How to add humour to your speech/presentation – even if you are not a comedian

June 12, 2019

By Jean Stewart, Toastmasters International 

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There is no doubt that anyone listening to a presentation will learn more from it if they have enjoyed themselves – and the introduction of humour can really help achieve this.


If you’re worried that you’re not a natural comedian – don’t fret, there are plenty of ways you can add some humour without attending comedy school. Here are a few tips to help you strike a balance between humour and objectives of the presentation.


1. Set the right tone. For an audience to enjoy a presentation, the presenter must enjoy it too, and must feel passionate and energised by their subject matter. It is very important that audience members can sense this enthusiasm from the speaker. Remember that the speaker sets the tone for the presentation by smiling and with good eye contact.


2. Do your research. If you are speaking at an event hosted by a company, take the time to find out as much about the organisation as you can.    Your contacts will undoubtedly have a fund of stories about their organisation and the people in it. Pitched correctly this can provide you with an excellent opening to your presentation – and there may even be a funny story you can share. But remember…


3. Don’t make it personal.  Avoid making any personal comments about a member of the audience as a way of being humorous or amusing. Even if you have arranged for a ‘victim’ before the presentation, it won’t work.  You’ll find that many in the audience will spend the entire presentation worrying that they will be the next target. It’s a sure fire, and quick way, to lose the support of the rest of the audience. Sometimes you will get someone calling out or making comments you feel need to be slapped down.   Don’t.   Instead, tell the person concerned that you will discuss this with them later, or, ask the audience for their opinion on the comment made.  Or simply ignore the remarks.  


You want to be the friendly presenter who is on the side of the audience, not someone who appears to be looking for confrontation.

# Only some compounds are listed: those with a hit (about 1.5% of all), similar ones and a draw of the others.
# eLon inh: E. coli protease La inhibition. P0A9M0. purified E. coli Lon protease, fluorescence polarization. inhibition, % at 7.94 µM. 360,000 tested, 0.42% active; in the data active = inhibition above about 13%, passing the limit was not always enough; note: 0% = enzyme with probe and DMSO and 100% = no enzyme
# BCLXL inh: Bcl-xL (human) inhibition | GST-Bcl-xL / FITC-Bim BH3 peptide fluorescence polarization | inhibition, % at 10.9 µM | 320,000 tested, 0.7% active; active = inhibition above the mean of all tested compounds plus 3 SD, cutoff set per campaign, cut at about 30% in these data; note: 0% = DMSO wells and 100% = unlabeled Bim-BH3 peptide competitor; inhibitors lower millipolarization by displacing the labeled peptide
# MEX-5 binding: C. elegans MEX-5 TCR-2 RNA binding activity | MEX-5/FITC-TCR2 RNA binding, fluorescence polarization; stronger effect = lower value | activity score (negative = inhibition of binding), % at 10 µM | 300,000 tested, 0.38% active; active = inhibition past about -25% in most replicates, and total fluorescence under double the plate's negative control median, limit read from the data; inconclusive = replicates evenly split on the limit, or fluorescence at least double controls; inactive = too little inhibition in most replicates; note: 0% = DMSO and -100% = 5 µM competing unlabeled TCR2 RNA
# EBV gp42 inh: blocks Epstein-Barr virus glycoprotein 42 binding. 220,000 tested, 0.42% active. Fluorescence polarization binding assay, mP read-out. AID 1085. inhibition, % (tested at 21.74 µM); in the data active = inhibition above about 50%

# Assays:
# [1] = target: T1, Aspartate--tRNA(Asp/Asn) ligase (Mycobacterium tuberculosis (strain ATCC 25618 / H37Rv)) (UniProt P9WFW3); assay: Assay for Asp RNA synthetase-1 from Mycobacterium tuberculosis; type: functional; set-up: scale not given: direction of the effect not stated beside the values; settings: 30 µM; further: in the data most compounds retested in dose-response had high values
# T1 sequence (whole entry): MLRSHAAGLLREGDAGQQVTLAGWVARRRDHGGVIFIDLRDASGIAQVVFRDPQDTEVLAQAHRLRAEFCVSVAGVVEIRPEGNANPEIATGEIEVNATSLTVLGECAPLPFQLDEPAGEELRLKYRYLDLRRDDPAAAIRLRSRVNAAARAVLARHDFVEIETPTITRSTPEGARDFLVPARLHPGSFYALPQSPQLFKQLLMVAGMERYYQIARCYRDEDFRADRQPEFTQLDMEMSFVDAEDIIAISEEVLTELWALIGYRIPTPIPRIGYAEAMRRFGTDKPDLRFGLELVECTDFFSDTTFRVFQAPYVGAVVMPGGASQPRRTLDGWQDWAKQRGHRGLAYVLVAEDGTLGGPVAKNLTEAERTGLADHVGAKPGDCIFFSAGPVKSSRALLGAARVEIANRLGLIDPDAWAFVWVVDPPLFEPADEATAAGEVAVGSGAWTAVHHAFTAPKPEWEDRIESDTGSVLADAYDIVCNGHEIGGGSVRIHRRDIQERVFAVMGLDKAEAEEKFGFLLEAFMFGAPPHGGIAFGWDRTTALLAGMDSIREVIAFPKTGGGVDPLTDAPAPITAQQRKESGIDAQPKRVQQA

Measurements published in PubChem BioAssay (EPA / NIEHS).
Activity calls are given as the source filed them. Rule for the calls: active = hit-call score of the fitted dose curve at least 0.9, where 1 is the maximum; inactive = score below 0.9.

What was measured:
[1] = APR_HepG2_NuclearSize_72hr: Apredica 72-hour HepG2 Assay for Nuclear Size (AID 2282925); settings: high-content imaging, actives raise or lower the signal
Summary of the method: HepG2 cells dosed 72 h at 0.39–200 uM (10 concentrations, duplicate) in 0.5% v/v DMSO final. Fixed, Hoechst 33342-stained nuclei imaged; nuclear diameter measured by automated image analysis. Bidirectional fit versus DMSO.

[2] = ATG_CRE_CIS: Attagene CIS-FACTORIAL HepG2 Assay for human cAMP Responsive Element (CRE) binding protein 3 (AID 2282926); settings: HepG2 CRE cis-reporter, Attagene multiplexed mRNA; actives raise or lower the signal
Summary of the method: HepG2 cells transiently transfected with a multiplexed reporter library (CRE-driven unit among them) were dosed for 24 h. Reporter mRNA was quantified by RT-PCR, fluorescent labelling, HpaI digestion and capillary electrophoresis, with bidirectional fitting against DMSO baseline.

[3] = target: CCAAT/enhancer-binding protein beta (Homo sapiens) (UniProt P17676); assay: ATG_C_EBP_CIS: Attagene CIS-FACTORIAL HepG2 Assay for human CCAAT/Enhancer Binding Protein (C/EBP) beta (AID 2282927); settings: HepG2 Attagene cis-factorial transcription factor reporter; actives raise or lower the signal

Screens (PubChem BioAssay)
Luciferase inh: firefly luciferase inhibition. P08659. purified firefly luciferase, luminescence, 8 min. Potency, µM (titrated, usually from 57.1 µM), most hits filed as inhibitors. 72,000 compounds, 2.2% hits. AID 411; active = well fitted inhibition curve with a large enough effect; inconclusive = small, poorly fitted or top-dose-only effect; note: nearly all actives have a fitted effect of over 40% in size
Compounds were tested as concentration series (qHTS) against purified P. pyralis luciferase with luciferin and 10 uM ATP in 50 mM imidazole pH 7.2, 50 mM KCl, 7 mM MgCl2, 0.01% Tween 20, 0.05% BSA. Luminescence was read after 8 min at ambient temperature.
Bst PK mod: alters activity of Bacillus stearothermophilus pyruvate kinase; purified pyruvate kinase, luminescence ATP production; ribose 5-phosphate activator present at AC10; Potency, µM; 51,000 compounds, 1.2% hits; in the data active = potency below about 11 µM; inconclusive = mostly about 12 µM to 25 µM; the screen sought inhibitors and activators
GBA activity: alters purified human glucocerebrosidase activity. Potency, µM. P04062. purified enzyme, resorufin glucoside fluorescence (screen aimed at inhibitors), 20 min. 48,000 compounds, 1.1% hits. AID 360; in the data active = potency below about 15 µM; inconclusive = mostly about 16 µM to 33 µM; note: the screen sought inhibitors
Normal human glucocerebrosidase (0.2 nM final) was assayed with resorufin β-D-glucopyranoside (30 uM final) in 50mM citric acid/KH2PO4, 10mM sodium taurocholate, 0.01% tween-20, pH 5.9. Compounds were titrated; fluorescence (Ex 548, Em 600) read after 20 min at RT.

4. Your own experiences.  If you want to tell an embarrassing story, make sure it is something you have experienced.   Undoubtedly some of the audience will also have lived through this unfortunate episode in their lives.    This way you will gain the sympathy of the audience – and don’t alienate anyone.


5. Practice.   Humour inserted into a presentation should be written down and rehearsed as any other material would be.  Do not think that humour can be off the cuff. It needs to be planned and rehearsed – you as the top comedians so.


6. Don’t laugh.  Even when you are successfully humour it is best if you don’t laugh along with your audience.   It is perfectly fine for a presenter having a wry smile on his/her face, but excessive laughter from you is likely to give the impression that the session is for your benefit.  In addition, if you laugh and the audience does not this is very likely to make the atmosphere uncomfortable for everyone in the room.



7. Mind your language.   In a lot of situations, it would be a mistake to use inappropriate language to get a point across.   I have heard speakers do this I’d say it is almost always a mistake.  Unless you are very familiar with your audience land know they are happy to tolerate some fairly tame, but inappropriate language, I’d avoid indulging in this.


8. Avoid ‘taboo’ subjects.     Avoid at all costs using humorous remarks based on the audience’s belief structure.   If you are not part of their culture you will be considered a critic of their beliefs.


9. Use pauses to full effect.    If providing a humorous punch line to the story, pause and allow the audience to realise this is an important part of the presentation.  If they don’t take the hint; move on.


10.  Give the audience time to laugh.   You can never guarantee when an audience will find a statement funny.  Each audience has its own personality.   Some groups will laugh at a particular statement and others will fall silent.  This is about the experience of some of the people in the audience.   If they identify with something they find funny, because of their experiences, then their laughter will spread to others in the audience.    At this point don’t try and move on too quickly, rather enjoy the moment and let them continue with their laughter.  



11.  Words and pictures.     Some of the audience will react well to the spoken word, and others are more influenced by visual presentations.  For this reason it is a good idea to have something that will add visual impact to your presentation.   This could be a humorous image on a slide, or even a humorous (and appropriate) prop.


And remember the following:


1.      An audience can be enjoying your use of humour without laughing out loud.  Read their body language.   It can take a little time for an audience to warm up.


2.      You do not have to mimic your favourite comedian when delivering the funny content.   Be yourself.   If the audience does not get your humour, you can still rely on the main message of the presentation.   Move on.   It will get easier as you deliver more presentations with humour.


3.      Keep up the energy and enjoy yourself.   There is no doubt this is the most important aspect of delivering a successful presentation.


Finally, be gentle with yourself.  Introduce more and more humour as your confidence grows.   Any comedian making a living from humour will tell you that they are pleased if over 70% of the audience is on their side.   They know that not everyone will enjoy their humour – that’s life. The same is true for the humour in your presentation.

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